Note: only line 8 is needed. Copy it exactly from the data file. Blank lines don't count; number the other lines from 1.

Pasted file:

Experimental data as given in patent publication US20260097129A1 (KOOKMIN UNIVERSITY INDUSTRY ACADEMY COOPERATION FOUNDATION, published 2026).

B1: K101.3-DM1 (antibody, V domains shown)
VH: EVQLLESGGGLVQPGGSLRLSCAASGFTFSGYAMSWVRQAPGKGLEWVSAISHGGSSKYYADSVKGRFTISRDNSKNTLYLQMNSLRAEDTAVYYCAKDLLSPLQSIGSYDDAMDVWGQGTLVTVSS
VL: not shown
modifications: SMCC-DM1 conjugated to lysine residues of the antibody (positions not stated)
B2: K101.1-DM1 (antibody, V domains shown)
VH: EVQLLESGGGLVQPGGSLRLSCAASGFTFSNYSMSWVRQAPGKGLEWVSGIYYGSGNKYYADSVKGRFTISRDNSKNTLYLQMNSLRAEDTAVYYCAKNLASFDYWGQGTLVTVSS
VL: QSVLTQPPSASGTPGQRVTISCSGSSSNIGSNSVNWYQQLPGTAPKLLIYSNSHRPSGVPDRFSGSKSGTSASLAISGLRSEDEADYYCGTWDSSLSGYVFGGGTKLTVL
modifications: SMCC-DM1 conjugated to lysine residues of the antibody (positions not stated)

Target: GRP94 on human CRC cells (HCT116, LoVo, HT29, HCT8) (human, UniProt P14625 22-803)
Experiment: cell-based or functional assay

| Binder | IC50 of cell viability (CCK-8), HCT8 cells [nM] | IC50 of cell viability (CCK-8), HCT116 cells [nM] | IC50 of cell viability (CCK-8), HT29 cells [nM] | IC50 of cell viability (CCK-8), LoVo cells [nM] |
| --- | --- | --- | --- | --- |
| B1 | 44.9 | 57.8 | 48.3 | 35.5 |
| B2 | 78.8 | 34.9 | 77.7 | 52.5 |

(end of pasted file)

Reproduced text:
VL: QSVLTQPPSASGTPGQRVTISCSGSSSNIGSNSVNWYQQLPGTAPKLLIYSNSHRPSGVPDRFSGSKSGTSASLAISGLRSEDEADYYCGTWDSSLSGYVFGGGTKLTVL